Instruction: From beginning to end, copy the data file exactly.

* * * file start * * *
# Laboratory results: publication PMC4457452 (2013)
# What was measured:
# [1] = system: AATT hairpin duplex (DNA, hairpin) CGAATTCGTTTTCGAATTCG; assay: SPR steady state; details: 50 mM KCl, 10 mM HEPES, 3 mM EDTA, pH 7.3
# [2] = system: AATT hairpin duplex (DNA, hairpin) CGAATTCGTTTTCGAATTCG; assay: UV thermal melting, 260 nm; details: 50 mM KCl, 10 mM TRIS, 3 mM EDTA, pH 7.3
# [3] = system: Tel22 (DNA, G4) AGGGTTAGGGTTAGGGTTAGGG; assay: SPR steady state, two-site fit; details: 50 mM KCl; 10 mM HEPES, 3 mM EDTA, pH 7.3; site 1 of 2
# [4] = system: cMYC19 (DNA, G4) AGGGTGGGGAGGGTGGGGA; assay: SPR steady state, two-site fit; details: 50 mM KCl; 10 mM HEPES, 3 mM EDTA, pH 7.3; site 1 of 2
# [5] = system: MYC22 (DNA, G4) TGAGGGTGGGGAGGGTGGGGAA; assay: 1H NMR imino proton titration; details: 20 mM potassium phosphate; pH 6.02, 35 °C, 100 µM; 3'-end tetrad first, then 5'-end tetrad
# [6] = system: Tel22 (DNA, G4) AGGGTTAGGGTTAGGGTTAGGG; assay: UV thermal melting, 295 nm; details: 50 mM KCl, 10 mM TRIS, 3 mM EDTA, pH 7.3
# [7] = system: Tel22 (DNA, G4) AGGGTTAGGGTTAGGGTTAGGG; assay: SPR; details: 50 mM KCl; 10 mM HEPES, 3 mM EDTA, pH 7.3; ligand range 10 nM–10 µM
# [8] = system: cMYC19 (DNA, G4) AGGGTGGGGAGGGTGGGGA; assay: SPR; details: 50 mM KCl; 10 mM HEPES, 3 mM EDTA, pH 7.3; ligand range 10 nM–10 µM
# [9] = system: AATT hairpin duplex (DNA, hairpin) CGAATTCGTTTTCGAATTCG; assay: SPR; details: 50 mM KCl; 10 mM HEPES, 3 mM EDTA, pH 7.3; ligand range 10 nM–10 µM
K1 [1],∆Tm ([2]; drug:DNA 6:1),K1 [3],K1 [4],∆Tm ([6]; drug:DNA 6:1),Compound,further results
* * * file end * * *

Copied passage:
# Laboratory results: publication PMC4457452 (2013)
# What was measured:
# [1] = system: AATT hairpin duplex (DNA, hairpin) CGAATTCGTTTTCGAATTCG; assay: SPR steady state; details: 50 mM KCl, 10 mM HEPES, 3 mM EDTA, pH 7.3
# [2] = system: AATT hairpin duplex (DNA, hairpin) CGAATTCGTTTTCGAATTCG; assay: UV thermal melting, 260 nm; details: 50 mM KCl, 10 mM TRIS, 3 mM EDTA, pH 7.3
# [3] = system: Tel22 (DNA, G4) AGGGTTAGGGTTAGGGTTAGGG; assay: SPR steady state, two-site fit; details: 50 mM KCl; 10 mM HEPES, 3 mM EDTA, pH 7.3; site 1 of 2
# [4] = system: cMYC19 (DNA, G4) AGGGTGGGGAGGGTGGGGA; assay: SPR steady state, two-site fit; details: 50 mM KCl; 10 mM HEPES, 3 mM EDTA, pH 7.3; site 1 of 2
# [5] = system: MYC22 (DNA, G4) TGAGGGTGGGGAGGGTGGGGAA; assay: 1H NMR imino proton titration; details: 20 mM potassium phosphate; pH 6.02, 35 °C, 100 µM; 3'-end tetrad first, then 5'-end tetrad
# [6] = system: Tel22 (DNA, G4) AGGGTTAGGGTTAGGGTTAGGG; assay: UV thermal melting, 295 nm; details: 50 mM KCl, 10 mM TRIS, 3 mM EDTA, pH 7.3
# [7] = system: Tel22 (DNA, G4) AGGGTTAGGGTTAGGGTTAGGG; assay: SPR; details: 50 mM KCl; 10 mM HEPES, 3 mM EDTA, pH 7.3; ligand range 10 nM–10 µM
# [8] = system: cMYC19 (DNA, G4) AGGGTGGGGAGGGTGGGGA; assay: SPR; details: 50 mM KCl; 10 mM HEPES, 3 mM EDTA, pH 7.3; ligand range 10 nM–10 µM
# [9] = system: AATT hairpin duplex (DNA, hairpin) CGAATTCGTTTTCGAATTCG; assay: SPR; details: 50 mM KCl; 10 mM HEPES, 3 mM EDTA, pH 7.3; ligand range 10 nM–10 µM
K1 [1],∆Tm ([2]; drug:DNA 6:1),K1 [3],K1 [4],∆Tm ([6]; drug:DNA 6:1),Compound,further results